What does the idiom "play it by ear" mean?
The phrase play it by ear is often used in English, but what does this idiom mean? When idioms are used in the right situations, they strengthen communication and enrich the language. You can communicate more effectively by learning the meaning of play it by ear.
Meaning of "play it by ear"
The idiom 'play it by ear' means to take a situation as it comes without predicting or planning ahead. It implies an improvisatory and adaptable attitude, allowing the final outcome to depend on what happens in the moment.
The phrase is said to have originated in the United States in the early 20th century. It likely originated from the expression 'play by ear', referring to the practice of playing music without notation, which was more common prior to the invention of musical notation in the 17th century. As musical notation became more common, the phrase shifted in its meaning to be used more broadly as it is today.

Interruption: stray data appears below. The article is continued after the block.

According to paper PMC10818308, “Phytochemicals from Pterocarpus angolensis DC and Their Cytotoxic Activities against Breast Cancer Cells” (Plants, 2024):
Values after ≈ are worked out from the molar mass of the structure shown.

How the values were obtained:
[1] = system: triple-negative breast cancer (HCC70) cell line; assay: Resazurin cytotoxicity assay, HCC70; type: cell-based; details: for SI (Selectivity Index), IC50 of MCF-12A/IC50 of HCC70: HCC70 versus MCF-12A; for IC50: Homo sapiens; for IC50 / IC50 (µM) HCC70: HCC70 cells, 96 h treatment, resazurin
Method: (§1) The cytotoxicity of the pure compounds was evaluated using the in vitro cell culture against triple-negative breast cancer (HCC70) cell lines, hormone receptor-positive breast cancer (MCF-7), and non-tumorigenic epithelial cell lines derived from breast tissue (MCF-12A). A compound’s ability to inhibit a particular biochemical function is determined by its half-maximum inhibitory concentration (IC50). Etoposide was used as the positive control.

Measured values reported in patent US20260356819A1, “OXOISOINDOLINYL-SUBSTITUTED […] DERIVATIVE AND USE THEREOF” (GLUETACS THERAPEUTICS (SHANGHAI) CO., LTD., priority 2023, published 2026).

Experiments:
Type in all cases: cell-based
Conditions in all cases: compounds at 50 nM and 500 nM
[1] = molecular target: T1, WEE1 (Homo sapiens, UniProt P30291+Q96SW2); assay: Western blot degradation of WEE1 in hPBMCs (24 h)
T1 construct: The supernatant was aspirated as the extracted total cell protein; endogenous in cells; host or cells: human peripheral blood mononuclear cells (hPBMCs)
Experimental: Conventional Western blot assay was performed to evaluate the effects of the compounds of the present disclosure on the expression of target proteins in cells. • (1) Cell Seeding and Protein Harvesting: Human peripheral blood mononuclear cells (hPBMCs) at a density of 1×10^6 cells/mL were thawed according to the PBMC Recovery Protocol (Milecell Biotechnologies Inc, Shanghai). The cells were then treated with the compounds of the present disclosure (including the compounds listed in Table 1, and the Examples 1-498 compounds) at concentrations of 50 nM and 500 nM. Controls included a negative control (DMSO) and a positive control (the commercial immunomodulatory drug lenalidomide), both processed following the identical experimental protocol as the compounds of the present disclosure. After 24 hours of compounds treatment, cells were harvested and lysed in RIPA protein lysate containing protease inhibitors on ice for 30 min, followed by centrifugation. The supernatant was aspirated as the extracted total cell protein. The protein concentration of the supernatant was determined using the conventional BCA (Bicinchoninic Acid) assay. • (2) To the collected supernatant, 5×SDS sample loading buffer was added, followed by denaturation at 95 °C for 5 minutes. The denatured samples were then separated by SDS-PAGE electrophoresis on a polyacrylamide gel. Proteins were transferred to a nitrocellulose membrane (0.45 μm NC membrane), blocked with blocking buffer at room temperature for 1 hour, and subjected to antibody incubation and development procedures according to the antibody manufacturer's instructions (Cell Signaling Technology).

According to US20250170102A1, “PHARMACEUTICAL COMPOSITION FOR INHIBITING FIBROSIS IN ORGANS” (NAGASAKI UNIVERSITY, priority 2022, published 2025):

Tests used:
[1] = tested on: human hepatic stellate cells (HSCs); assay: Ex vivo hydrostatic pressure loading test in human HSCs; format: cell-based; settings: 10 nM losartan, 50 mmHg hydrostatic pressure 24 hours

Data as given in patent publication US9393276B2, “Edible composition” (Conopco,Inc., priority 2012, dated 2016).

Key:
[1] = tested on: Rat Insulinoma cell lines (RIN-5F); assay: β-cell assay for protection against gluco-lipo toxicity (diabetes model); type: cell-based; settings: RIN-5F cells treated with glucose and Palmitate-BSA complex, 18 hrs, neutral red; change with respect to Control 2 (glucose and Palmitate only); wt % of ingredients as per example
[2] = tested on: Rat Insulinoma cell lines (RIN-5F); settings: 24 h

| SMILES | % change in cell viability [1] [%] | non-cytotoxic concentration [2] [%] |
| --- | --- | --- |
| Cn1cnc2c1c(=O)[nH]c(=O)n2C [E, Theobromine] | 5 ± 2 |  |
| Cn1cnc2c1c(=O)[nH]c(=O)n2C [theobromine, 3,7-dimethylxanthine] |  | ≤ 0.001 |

This idiom can be used to describe a person's attitude in a variety of situations. For example, someone might use it when they want to express that their decision making is spontaneous and adaptable. It can also be used to describe a particular approach to a situation that is unpredictable or has no clear path forward. Someone might 'play it by ear' when not knowing what to expect in a conversation, event, or situation.
- I'm not sure what will happen, so I'm just going to have to play it by ear.
- I don't know if this will work out, so I think we should just play it by ear.
- I'm not sure what the best course of action is - let's just play it by ear and see what happens.
Beyond the Literal: Figurative Language in Idioms
Idioms often use figurative language to convey a message that is not meant to be taken literally. For instance, the idiom "bite the bullet" means to endure a painful or difficult situation without complaint, while "hold your horses" means to be patient and wait. Other idioms, like "kick the bucket" or "pop your clogs," use euphemisms to talk about death.